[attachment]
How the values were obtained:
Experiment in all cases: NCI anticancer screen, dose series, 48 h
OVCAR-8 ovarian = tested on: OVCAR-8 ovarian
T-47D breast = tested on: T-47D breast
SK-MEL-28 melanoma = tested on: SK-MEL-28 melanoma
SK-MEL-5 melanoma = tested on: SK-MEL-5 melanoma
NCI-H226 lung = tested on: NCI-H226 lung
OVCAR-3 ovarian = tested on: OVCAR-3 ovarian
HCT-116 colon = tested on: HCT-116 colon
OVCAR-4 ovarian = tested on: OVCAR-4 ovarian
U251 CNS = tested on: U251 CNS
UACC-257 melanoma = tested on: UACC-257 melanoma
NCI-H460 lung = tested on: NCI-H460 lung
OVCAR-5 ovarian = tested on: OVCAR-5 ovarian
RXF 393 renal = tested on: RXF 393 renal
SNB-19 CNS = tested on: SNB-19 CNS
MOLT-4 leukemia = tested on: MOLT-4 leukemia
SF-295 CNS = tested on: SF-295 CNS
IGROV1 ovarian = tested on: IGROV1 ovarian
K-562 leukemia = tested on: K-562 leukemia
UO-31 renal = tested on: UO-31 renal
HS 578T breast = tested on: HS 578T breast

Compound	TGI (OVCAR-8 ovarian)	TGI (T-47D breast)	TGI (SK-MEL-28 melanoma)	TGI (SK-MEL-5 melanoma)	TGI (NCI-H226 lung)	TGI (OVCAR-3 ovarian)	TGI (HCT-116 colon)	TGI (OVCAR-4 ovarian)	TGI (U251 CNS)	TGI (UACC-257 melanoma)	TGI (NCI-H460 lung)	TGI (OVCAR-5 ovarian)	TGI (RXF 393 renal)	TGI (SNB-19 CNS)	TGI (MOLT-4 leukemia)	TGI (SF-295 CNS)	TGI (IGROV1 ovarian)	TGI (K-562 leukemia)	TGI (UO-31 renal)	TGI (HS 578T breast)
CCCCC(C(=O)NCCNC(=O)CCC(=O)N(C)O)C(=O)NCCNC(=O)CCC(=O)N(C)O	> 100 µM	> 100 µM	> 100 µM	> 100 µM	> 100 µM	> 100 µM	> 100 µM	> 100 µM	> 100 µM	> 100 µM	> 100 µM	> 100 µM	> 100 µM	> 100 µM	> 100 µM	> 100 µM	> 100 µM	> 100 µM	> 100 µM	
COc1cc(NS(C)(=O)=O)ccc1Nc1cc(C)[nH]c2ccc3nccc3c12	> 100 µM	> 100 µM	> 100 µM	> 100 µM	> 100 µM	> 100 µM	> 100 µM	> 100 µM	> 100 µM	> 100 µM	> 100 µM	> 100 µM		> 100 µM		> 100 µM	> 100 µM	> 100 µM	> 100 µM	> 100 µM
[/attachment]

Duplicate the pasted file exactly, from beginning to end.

How the values were obtained:
Experiment in all cases: NCI anticancer screen, dose series, 48 h
OVCAR-8 ovarian = tested on: OVCAR-8 ovarian
T-47D breast = tested on: T-47D breast
SK-MEL-28 melanoma = tested on: SK-MEL-28 melanoma
SK-MEL-5 melanoma = tested on: SK-MEL-5 melanoma
NCI-H226 lung = tested on: NCI-H226 lung
OVCAR-3 ovarian = tested on: OVCAR-3 ovarian
HCT-116 colon = tested on: HCT-116 colon
OVCAR-4 ovarian = tested on: OVCAR-4 ovarian
U251 CNS = tested on: U251 CNS
UACC-257 melanoma = tested on: UACC-257 melanoma
NCI-H460 lung = tested on: NCI-H460 lung
OVCAR-5 ovarian = tested on: OVCAR-5 ovarian
RXF 393 renal = tested on: RXF 393 renal
SNB-19 CNS = tested on: SNB-19 CNS
MOLT-4 leukemia = tested on: MOLT-4 leukemia
SF-295 CNS = tested on: SF-295 CNS
IGROV1 ovarian = tested on: IGROV1 ovarian
K-562 leukemia = tested on: K-562 leukemia
UO-31 renal = tested on: UO-31 renal
HS 578T breast = tested on: HS 578T breast

Compound	TGI (OVCAR-8 ovarian)	TGI (T-47D breast)	TGI (SK-MEL-28 melanoma)	TGI (SK-MEL-5 melanoma)	TGI (NCI-H226 lung)	TGI (OVCAR-3 ovarian)	TGI (HCT-116 colon)	TGI (OVCAR-4 ovarian)	TGI (U251 CNS)	TGI (UACC-257 melanoma)	TGI (NCI-H460 lung)	TGI (OVCAR-5 ovarian)	TGI (RXF 393 renal)	TGI (SNB-19 CNS)	TGI (MOLT-4 leukemia)	TGI (SF-295 CNS)	TGI (IGROV1 ovarian)	TGI (K-562 leukemia)	TGI (UO-31 renal)	TGI (HS 578T breast)
CCCCC(C(=O)NCCNC(=O)CCC(=O)N(C)O)C(=O)NCCNC(=O)CCC(=O)N(C)O	> 100 µM	> 100 µM	> 100 µM	> 100 µM	> 100 µM	> 100 µM	> 100 µM	> 100 µM	> 100 µM	> 100 µM	> 100 µM	> 100 µM	> 100 µM	> 100 µM	> 100 µM	> 100 µM	> 100 µM	> 100 µM	> 100 µM	
COc1cc(NS(C)(=O)=O)ccc1Nc1cc(C)[nH]c2ccc3nccc3c12	> 100 µM	> 100 µM	> 100 µM	> 100 µM	> 100 µM	> 100 µM	> 100 µM	> 100 µM	> 100 µM	> 100 µM	> 100 µM	> 100 µM		> 100 µM		> 100 µM	> 100 µM	> 100 µM	> 100 µM	> 100 µM